NHSBT communicated with all hospitals, including chief executives and medical directors, as well as the Department of Health and Social Care and NHS England’s (NHSE) Emergency Preparedness, Resilience and Response team. It liaised with all medical royal colleges, the National Blood Transfusion Committee, National Transfu-sion Laboratory Managers’ Working Group, British Society for Haematology, British Blood Transfusion Society and other relevant societies. Many of the royal colleges and societies communicated with their members to highlight the blood shortage situ-ation and what could be done to mitigate the issues it caused.

The Blood Stocks Management Scheme created individualised red cell stock-holding guidance based on the data each hospital had submitted over the previous 12 months on stock-holding and wastage. This highlighted how red cell stock could be reduced to minimise wastage within each hospital.

The National Comparative Audit provided personalised summary reports to all hospitals, highlighting how hospitals performed against the NICE blood transfusion quality standard during the 2021 NICE Blood Transfusion [QS138] Audit.4,5 This data was also uploaded to the Model Health System so that hospitals could compare their performance against other similar hospitals.6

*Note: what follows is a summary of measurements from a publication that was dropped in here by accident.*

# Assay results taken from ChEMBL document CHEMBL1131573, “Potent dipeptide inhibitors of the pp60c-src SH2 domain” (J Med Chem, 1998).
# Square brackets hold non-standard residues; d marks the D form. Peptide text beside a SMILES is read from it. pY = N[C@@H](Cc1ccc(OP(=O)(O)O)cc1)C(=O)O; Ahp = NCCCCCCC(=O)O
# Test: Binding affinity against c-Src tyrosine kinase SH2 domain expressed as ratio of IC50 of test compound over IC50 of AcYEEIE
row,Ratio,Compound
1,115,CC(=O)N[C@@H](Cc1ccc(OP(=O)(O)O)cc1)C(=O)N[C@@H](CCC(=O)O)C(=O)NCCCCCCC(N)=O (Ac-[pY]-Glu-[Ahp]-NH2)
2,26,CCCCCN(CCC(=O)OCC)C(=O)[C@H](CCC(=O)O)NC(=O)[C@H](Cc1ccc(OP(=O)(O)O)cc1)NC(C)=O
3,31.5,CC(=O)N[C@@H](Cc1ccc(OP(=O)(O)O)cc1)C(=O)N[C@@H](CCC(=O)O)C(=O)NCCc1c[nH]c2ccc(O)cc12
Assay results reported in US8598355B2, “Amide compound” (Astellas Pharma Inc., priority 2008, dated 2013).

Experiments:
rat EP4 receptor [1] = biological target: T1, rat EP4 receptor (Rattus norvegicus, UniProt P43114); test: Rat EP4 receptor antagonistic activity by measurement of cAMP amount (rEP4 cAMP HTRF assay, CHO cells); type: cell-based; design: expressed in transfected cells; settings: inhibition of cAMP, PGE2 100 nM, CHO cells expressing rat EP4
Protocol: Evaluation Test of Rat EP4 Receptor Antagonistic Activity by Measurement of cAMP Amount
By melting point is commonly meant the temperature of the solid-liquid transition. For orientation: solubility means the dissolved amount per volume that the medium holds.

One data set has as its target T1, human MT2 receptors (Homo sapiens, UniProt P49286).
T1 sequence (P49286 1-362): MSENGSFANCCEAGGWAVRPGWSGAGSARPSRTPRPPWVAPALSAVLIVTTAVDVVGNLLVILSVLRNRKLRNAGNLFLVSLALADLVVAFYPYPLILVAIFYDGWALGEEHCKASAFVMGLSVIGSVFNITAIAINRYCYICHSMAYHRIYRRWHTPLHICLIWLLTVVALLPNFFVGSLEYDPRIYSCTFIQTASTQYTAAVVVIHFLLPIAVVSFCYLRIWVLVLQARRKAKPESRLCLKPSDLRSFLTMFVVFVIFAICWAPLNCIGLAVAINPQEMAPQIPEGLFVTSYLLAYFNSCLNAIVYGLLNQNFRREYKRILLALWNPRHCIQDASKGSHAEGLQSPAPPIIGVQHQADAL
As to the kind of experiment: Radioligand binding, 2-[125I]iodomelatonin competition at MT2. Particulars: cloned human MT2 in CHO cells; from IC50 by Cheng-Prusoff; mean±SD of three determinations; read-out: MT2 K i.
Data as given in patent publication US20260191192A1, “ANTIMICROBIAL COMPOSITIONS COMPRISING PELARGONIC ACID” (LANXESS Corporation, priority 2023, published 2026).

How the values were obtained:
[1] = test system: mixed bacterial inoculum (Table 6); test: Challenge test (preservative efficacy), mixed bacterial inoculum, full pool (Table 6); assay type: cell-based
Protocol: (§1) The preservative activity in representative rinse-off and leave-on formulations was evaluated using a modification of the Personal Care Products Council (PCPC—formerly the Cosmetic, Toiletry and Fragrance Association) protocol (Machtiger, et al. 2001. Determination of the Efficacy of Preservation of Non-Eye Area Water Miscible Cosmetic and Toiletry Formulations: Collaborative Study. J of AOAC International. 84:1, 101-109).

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What did NHSBT ask hospitals to do?

NHSBT asked hospitals to follow their Emergency Blood Management Arrangements (EBMA), using the NBTC checklist as a guide.7 It also worked with hospitals, medical royal colleges, NHSE and other relevant bodies to develop guidance (Table 2). This guidance mainly comprised good practice based on national and international guidance, including the NICE guide-lines for blood transfusion and other patient blood management good practice guidelines.8–11 Surgery that could be delayed for more than three months and was likely to require red blood cell component support was recommended to be postponed (reduced to Priority Level 4).12 Nearly all surgery within this category did not require blood component support and could continue without any limitations.